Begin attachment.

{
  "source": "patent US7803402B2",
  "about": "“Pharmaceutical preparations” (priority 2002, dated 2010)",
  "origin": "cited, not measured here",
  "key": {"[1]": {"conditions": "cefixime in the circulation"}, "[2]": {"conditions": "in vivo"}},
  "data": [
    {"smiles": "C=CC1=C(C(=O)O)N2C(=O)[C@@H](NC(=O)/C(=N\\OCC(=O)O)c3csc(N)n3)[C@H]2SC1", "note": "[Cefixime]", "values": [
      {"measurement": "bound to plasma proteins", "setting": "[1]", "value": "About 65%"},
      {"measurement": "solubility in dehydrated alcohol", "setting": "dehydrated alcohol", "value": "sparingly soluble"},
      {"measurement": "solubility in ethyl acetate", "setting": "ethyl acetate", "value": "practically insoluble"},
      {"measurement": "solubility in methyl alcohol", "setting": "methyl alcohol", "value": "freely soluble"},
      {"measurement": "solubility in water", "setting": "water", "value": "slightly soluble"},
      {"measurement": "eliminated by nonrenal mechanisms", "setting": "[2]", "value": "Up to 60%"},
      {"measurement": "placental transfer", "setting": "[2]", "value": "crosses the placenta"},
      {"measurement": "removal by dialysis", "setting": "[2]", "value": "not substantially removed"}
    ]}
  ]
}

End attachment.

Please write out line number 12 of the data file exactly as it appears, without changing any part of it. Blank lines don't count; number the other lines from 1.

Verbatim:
      {"measurement": "solubility in water", "setting": "water", "value": "slightly soluble"},